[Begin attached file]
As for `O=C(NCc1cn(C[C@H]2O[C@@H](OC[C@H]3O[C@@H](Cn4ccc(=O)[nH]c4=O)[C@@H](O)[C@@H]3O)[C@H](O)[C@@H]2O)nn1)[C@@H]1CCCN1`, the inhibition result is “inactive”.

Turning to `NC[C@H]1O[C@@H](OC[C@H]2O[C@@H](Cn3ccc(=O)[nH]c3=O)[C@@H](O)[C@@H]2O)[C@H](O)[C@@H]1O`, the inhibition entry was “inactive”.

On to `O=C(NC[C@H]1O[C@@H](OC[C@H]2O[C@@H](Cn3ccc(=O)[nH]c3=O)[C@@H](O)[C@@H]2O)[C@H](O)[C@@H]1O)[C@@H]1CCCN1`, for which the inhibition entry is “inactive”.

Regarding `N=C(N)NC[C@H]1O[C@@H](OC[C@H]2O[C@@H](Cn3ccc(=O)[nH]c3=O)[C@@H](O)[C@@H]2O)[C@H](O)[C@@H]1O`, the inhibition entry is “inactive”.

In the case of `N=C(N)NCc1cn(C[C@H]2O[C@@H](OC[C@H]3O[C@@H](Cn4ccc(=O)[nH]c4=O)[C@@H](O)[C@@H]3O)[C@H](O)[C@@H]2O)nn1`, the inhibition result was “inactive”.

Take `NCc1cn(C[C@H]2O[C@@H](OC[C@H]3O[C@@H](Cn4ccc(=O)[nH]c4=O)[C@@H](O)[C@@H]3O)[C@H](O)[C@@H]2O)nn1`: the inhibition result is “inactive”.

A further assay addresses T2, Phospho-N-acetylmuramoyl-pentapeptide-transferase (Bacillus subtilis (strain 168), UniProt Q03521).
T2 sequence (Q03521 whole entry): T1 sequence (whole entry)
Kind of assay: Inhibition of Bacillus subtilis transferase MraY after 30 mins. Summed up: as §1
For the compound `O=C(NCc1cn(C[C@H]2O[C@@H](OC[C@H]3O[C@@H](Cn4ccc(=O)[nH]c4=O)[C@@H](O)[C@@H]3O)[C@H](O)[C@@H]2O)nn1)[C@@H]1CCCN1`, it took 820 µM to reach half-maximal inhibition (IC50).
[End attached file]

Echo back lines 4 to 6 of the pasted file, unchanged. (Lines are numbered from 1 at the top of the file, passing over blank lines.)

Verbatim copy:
Regarding `N=C(N)NC[C@H]1O[C@@H](OC[C@H]2O[C@@H](Cn3ccc(=O)[nH]c3=O)[C@@H](O)[C@@H]2O)[C@H](O)[C@@H]1O`, the inhibition entry is “inactive”.

In the case of `N=C(N)NCc1cn(C[C@H]2O[C@@H](OC[C@H]3O[C@@H](Cn4ccc(=O)[nH]c4=O)[C@@H](O)[C@@H]3O)[C@H](O)[C@@H]2O)nn1`, the inhibition result was “inactive”.

Take `NCc1cn(C[C@H]2O[C@@H](OC[C@H]3O[C@@H](Cn4ccc(=O)[nH]c4=O)[C@@H](O)[C@@H]3O)[C@H](O)[C@@H]2O)nn1`: the inhibition result is “inactive”.